Standing 6 feet 4 inches at 14 years of age, LaChina Robinson towered over her peers in her hometown of Alexandria, Virginia. Though she wanted to be a cheerleader, after continually being asked by a neighborhood coach to try basketball, she finally gave in. It was in playing basketball that Robinson found her voice and a platform that became a foundation for a career in sports.
Robinson is a sports analyst who has interviewed prominent figures and covered marquis NBA, WNBA, and NCAA events for outlets including ESPN and NBA TV. She also started Stretch Beyond, an organization that helps young student-athletes build character.
One of 16 children, Robinson was the only one of her brothers and sisters to graduate from college. She received a scholarship to play basketball at Wake Forest for four years; she believes that sports exposed her to something different and may explain why her path is different from that of her siblings.
After graduating, Robinson worked in Athletic Administration for Georgia Tech. It was there that she helped women student athletes to develop their skills on and off the court, but that was only the beginning. After seizing the opportunity to try out color commentating, Robinson felt alive and fulfilled and decided to pursue a career in sports broadcasting.
BlackEnterprise.com caught up with Robinson while she was in New York for the American Athletic Conference Basketball Media Days:
BlackEnterprise.com: How did you first get into broadcasting?
LaChina Robinson: I went from wanting to be a lawyer growing up, to wanting to be an athletic administrator in college, though when I got into it, I still felt like something was missing. One day when I was working at Georgia Tech and I was traveling, they asked me to be a color commentator. I said I’ll try and it really changed my life forever.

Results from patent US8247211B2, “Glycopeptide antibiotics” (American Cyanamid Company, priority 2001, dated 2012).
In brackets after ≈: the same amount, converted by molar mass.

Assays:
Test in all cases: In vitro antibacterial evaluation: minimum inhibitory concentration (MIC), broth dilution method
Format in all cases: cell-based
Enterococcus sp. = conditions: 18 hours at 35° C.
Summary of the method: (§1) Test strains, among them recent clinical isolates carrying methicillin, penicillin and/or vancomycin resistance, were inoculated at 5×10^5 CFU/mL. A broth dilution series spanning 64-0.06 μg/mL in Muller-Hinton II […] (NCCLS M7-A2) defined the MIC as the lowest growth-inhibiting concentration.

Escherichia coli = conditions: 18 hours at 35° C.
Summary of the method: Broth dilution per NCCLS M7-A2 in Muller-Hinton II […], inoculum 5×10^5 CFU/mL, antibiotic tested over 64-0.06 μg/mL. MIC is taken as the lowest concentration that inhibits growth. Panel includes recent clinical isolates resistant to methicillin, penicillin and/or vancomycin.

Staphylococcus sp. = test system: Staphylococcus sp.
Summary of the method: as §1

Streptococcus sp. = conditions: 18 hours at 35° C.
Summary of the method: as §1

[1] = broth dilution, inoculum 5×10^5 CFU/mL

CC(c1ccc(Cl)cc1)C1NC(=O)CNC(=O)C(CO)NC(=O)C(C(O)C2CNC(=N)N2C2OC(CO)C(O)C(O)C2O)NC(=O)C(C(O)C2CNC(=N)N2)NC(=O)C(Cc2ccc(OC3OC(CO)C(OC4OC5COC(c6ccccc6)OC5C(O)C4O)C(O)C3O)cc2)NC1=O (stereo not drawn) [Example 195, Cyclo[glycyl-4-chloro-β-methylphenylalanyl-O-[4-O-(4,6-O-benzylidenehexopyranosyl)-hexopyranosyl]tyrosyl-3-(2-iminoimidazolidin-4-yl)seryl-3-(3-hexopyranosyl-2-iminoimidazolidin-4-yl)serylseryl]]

You speak a lot about the importance of mentoring. What does mentoring mean to you?
Robinson: Mentoring is a way to help other people avoid some of the pitfalls and failures you’ve had. It can serve a lot of purposes. It is why I started my organization Stretch Beyond, to provide a formal structure to connecting young girls in the community to mentors who were doing what they aspire to do.
I’m passionate about those connections because I see how powerful they can be. I wouldn’t be in broadcasting if it weren’t for my mentors opening doors, making phone calls, and really putting me in the position to do what I am doing today.
What insights do you wish you had while you were in college?
I wish that I had maximized my time more. I wanted to sleep all the time. I thought about relationships and hanging out with my friends. All that’s cool, but I don’t think I worked on my character enough. When I left college I still didn’t really know what I stood for or what my values were.
Though I grew a lot in basketball, to me the biggest thing young women need to know is who they are. I had to go through that process a lot later in life. I believe the more centered you are, the stronger you are in your beliefs, leadership, and passion about what you want to pursue in life, because you know what you stand for.
What are some tips you have for upcoming broadcasters?
Be relentless. You have to know that it is a very competitive industry and that it comes with a lot of responsibility because there are others coming behind you that want the same thing.
Have confidence. The only way that you can develop confidence is through preparation. Do your homework. You owe it to the fans and to yourself.
Stay at it. Don’t listen to anyone telling you no. Doors will close and there will be people that don’t believe that you can do it, but you can as long as you believe in yourself.
Mia Hall, (@mia_halldaily) is a freelance reporter, speaker, and host who focuses on the sports industry. She speaks and writes about personal development, diversity in sports business careers, community outreach, mentorship, and accountability. When she’s not speaking or hosting events in her role as a Community Manager at Barclays Center, she shares her stories, advice, videos, and musings on her personal blog, Mia’s Full Court Press.